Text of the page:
The combined retarding effect of these systems was the absence of convergence between ownership and enthusiasm which is a proven incentive for performance. Ethiopia has continued to exist at a low level of agricultural production and insufficient availability of food. Drought and food insecurity continued to be agonising phenomena, causing demeaning pressure to look for external support. This, of course, has been a treatment of the symptom with short-lived relief and not of the enduring removal of the cause.
Compelling conditions for growth and development normally are the free flow of goods and services, unhindered movement of entrepreneurial talents and skills and unrestricted movement of capital to where investment generates more opportunities, income and employment. That eventually means spatial balance or equality of growth-based development. Growth and development based on unfettered participation of people, on high productivity of economic assets and on inter-regional economic interactions have continued to remain wanting.
“A country’s inability to overcome a poor climate is only a symptom, not a cause of underdevelopment. Structural handicap arguments are confusing the cause and the symptoms,” Ha-Joon Chang, the Cambridge economist, has said. This unequivocally reflects Ethiopia’s reality of periodic occurrence of drought and humiliating famine that are linked to climate change. El Ninois the latest of these. Two forms of egregious failures or incomprehension have consistently caused Ethiopia’s vulnerability to the ravages of climatic conditions. They involved the nation’s mishandling of the two monumental economic assets, namely land and water resources.
Rivers of Ethiopia have always been wasted resources or economic assets. With dozens of major rivers including tributaries and streams and sizeable lakes, Ethiopia is often referred to as the “water tower” of Africa. This is without considering ground water which, according to the UN Office of Commission for Humanitarian Affairs (UH—OCHA), has a potential of an estimated 2.6 billion cubic metres and needs to be developed as a second major source.
As a variation to the traditional rain-fed agriculture, irrigated agriculture is considered to be a promising alternative. Potentials for irrigated agricultural system are bountiful in many of the regions through which the rivers flow. In the concept and practice of region-based planning, river basins constitute one form of spatial unit for planning. Finally and most importantly the system is a conspicuous and dependable escape route from the vagaries of climatic changes.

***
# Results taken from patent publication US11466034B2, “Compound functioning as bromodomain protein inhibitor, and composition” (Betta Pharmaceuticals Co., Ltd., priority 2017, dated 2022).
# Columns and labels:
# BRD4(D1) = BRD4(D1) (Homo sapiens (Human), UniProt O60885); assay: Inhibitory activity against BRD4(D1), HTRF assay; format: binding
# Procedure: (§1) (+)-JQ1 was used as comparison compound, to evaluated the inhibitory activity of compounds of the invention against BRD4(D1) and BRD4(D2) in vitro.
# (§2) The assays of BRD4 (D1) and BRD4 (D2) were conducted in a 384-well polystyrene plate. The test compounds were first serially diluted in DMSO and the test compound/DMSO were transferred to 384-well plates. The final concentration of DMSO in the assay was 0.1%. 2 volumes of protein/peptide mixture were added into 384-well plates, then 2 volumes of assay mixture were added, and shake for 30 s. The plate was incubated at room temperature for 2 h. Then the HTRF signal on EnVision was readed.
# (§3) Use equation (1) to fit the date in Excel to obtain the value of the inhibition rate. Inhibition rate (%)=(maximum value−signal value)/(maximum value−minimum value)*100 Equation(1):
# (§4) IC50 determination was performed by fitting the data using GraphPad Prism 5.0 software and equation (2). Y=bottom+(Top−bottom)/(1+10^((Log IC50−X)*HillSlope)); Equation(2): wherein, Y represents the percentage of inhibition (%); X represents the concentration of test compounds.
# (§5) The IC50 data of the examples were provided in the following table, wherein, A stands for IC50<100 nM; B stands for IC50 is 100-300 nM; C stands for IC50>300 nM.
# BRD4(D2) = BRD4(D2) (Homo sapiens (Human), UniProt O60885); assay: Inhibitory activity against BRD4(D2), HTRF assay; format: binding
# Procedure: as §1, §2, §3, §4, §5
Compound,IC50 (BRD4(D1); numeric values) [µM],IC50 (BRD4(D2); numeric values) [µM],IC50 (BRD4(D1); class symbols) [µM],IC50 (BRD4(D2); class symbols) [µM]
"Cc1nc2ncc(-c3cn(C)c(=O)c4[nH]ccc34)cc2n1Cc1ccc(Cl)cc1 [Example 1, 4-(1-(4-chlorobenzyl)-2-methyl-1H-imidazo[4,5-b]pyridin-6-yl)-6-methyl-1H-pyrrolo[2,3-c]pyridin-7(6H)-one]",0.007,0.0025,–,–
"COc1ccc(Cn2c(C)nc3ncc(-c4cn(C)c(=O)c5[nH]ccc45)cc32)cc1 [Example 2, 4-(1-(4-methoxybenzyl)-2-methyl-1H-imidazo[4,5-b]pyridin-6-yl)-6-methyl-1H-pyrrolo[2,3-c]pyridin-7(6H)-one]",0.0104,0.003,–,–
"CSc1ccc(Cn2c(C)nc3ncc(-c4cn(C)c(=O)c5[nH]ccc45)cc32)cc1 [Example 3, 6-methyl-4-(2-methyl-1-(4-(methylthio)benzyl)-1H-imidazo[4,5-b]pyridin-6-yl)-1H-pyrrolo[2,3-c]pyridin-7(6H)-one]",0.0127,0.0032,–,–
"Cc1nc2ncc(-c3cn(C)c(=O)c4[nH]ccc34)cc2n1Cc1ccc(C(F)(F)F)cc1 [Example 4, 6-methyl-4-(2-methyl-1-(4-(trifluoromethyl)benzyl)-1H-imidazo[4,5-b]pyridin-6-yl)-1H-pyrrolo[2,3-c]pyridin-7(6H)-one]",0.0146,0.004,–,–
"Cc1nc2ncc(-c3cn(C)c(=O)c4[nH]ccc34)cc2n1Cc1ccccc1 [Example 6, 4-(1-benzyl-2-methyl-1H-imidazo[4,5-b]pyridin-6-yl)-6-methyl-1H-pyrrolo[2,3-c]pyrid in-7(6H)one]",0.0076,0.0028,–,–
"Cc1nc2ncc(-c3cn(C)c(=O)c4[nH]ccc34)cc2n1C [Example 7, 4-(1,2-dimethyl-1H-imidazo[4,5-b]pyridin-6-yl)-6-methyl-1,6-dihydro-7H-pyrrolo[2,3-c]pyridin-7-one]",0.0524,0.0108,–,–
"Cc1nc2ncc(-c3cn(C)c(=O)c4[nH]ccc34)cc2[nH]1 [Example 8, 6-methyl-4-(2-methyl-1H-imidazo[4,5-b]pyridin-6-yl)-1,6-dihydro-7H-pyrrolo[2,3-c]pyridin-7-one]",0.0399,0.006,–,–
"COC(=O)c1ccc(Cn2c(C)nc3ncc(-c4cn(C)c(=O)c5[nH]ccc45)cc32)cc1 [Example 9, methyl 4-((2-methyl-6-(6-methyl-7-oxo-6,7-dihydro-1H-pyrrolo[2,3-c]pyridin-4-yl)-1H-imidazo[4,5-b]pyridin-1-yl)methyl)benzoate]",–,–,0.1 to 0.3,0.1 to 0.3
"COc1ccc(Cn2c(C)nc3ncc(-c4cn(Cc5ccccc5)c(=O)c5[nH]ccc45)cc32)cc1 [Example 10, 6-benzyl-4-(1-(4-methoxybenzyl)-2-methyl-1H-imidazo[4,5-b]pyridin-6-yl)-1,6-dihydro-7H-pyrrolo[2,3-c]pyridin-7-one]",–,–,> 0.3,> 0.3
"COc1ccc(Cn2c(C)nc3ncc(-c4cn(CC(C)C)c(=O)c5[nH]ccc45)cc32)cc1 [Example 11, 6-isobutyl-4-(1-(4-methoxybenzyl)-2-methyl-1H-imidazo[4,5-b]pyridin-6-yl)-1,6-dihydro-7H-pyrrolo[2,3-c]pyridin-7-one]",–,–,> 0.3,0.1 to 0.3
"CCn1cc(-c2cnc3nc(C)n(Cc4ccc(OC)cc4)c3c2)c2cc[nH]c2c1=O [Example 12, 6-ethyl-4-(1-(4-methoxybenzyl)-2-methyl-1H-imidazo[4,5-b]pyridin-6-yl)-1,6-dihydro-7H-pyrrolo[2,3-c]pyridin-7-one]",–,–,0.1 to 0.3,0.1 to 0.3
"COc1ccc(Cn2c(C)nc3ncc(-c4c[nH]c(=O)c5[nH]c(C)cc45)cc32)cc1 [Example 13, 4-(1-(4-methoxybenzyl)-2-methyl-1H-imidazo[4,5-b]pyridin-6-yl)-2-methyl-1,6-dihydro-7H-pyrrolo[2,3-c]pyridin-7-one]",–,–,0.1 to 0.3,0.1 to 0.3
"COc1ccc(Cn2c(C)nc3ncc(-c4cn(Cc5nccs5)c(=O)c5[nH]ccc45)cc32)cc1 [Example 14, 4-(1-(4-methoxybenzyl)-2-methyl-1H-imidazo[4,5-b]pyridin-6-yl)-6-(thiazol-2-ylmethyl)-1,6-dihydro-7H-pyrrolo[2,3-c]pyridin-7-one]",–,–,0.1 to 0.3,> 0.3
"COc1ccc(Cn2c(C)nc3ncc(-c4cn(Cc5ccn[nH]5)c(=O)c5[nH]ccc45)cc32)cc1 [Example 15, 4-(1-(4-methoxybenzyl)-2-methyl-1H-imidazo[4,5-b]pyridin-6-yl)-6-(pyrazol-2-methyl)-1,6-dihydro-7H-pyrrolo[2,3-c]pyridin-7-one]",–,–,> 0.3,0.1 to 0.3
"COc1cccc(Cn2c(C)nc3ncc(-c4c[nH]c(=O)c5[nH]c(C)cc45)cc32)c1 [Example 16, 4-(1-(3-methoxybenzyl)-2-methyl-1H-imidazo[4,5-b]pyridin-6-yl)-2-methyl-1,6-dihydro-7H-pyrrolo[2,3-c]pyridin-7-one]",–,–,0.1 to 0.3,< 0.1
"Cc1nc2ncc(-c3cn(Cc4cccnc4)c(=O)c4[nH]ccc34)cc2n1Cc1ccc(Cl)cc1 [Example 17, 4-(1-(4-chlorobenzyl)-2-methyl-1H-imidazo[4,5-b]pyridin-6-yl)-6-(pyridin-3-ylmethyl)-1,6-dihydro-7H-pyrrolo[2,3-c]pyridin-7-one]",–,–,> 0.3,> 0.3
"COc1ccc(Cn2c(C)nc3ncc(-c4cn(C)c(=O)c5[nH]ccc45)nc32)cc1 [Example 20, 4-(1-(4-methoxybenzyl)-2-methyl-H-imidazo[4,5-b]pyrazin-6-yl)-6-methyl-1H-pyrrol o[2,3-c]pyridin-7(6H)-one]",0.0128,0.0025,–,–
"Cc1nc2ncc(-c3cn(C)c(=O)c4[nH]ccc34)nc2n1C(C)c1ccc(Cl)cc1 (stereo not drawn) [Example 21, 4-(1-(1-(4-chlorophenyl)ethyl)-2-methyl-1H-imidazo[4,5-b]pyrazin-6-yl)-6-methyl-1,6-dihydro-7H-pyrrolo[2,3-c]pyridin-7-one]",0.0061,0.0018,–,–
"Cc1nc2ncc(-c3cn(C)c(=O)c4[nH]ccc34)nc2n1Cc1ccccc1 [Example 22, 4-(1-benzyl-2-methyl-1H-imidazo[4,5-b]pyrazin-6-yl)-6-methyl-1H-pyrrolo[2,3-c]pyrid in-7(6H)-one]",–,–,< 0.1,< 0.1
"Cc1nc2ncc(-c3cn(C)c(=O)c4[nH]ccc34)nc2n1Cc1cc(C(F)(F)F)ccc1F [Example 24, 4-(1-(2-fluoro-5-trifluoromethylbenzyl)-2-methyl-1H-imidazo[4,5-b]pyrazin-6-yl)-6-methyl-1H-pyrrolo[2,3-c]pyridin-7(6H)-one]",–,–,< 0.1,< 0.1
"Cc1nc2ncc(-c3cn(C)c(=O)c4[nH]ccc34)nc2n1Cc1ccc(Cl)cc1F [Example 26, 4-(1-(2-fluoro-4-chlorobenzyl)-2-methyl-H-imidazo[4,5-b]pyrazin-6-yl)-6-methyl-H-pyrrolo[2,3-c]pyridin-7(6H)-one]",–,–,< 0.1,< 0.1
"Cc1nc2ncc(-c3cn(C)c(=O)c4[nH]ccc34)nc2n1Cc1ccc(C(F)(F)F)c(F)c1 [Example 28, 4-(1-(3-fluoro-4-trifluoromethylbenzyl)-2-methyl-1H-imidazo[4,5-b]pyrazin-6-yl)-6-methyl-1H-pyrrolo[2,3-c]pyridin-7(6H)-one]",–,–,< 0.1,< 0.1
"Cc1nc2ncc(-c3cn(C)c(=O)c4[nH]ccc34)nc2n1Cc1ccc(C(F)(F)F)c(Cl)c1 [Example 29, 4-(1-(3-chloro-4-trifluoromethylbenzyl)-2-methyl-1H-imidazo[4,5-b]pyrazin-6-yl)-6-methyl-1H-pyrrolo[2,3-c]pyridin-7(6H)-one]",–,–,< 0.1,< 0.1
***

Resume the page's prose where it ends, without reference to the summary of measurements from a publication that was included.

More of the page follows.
Why did Ethiopia, under the three consecutive governments, fail to recognise the values of irrigation? If experiential and historical lessons are to be taken in earnest, climate change never changed its course to accommodate the desires of people or nations. If anything, the reality has been a progressive worsening of its intensity and damage.
"Better light a candle than curse the darkness," an old Chinese proverb goes.
The EPRDF government, in its second edition of the Growth & Transformation Plan (GTP II) gave an indicative figure of 4,083,000ha as the size of land that would be under irrigation by 2020. True, this intended size of irrigated agriculture is long overdue. But implementation has long been the shortcoming of successive governments. They have been much more attuned to planning boldly but less so in fulfilling or realising implementation, which requires transparency, productive allocation of resources and putting in place committed professionals.
Irrigated agriculture in drought affected areas can change for the better the vitality of such areas. It also creates possibilities to reduce the population and livestock pressures on the highlands by making the lowland areas agriculturally more productive and attractive for resettlement and balanced distribution of population. Most important, production of food sustainably increases in volume and the vicissitude of climatic conditions ceases to be the cause of life-threatening tragedy of the society.
PUBLISHED ON Jan 23,2021 [ VOL 21 , NO 1082]